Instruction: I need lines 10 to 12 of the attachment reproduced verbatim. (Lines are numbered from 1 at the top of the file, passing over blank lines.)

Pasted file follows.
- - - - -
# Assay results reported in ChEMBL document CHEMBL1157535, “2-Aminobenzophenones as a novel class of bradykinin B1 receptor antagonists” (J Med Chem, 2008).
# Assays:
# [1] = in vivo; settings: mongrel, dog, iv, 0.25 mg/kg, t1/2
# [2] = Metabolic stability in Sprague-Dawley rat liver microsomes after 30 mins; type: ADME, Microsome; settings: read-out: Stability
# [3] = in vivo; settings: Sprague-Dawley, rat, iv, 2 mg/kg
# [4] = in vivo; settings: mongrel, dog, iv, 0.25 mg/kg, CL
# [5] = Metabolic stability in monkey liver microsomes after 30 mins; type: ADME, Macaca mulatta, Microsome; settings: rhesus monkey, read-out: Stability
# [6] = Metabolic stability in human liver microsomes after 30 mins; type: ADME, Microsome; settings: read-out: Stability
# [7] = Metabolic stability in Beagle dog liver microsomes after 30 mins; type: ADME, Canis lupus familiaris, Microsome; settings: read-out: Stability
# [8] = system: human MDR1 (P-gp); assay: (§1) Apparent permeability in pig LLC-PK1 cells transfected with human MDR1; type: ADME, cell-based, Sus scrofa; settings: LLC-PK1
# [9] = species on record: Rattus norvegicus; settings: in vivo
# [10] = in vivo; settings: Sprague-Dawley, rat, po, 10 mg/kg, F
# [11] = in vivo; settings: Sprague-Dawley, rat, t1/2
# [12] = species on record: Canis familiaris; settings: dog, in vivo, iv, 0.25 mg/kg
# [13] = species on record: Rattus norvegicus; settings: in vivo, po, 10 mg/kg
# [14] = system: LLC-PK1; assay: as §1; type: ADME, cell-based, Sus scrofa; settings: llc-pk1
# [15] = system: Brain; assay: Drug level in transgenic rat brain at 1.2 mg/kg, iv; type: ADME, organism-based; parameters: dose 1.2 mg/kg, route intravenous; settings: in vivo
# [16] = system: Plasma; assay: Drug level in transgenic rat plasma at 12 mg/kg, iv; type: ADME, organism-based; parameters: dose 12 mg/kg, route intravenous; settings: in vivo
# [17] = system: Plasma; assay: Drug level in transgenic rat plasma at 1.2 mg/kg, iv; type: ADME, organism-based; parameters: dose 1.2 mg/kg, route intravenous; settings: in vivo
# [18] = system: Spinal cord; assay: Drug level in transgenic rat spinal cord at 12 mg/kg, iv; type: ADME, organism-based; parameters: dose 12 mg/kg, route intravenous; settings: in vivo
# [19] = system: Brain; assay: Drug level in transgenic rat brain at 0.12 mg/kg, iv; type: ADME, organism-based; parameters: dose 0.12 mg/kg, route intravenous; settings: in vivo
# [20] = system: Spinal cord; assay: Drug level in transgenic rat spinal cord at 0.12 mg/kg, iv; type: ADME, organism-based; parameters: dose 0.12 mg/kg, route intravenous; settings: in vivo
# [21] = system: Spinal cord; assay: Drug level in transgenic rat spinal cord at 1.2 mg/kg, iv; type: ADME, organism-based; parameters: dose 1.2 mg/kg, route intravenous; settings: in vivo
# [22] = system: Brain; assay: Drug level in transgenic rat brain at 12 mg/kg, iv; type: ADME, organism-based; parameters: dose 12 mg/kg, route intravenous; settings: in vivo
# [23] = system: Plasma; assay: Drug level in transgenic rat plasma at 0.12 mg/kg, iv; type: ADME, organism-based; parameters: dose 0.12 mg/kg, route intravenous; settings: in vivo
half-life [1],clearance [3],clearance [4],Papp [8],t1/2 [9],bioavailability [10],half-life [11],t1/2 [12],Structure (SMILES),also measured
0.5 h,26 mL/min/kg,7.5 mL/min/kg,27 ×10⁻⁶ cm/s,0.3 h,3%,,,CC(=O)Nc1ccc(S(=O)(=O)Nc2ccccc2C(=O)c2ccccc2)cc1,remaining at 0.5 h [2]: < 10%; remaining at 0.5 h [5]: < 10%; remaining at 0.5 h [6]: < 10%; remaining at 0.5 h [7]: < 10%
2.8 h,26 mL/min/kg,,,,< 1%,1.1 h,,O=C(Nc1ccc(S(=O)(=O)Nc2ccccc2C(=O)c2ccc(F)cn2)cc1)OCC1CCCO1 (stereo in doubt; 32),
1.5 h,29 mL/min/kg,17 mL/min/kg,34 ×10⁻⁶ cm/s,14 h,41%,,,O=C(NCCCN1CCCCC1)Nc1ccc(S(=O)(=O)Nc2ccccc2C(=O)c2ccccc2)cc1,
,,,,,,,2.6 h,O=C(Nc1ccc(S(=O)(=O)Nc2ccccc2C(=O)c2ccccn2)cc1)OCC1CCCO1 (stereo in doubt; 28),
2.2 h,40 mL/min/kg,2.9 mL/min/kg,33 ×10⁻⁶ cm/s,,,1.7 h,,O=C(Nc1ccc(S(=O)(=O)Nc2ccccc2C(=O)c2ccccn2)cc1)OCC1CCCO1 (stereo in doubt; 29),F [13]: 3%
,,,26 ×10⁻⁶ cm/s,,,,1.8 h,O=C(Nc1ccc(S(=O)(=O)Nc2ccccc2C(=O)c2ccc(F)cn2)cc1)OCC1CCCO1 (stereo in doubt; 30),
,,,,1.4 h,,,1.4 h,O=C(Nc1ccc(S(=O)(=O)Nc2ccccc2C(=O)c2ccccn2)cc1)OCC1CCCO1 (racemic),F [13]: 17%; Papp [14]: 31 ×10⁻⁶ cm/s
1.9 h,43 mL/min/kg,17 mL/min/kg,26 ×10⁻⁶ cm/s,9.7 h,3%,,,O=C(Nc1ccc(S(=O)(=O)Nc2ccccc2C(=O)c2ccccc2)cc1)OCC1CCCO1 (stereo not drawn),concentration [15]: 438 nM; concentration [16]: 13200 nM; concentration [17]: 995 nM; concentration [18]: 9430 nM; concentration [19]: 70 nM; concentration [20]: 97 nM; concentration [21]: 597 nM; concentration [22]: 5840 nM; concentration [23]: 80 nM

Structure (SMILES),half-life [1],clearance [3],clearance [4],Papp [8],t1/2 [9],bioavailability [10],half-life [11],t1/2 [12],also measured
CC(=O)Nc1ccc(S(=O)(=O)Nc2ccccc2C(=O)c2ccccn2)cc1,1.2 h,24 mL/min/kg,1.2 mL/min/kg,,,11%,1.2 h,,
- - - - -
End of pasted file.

# [8] = system: human MDR1 (P-gp); assay: (§1) Apparent permeability in pig LLC-PK1 cells transfected with human MDR1; type: ADME, cell-based, Sus scrofa; settings: LLC-PK1
# [9] = species on record: Rattus norvegicus; settings: in vivo
# [10] = in vivo; settings: Sprague-Dawley, rat, po, 10 mg/kg, F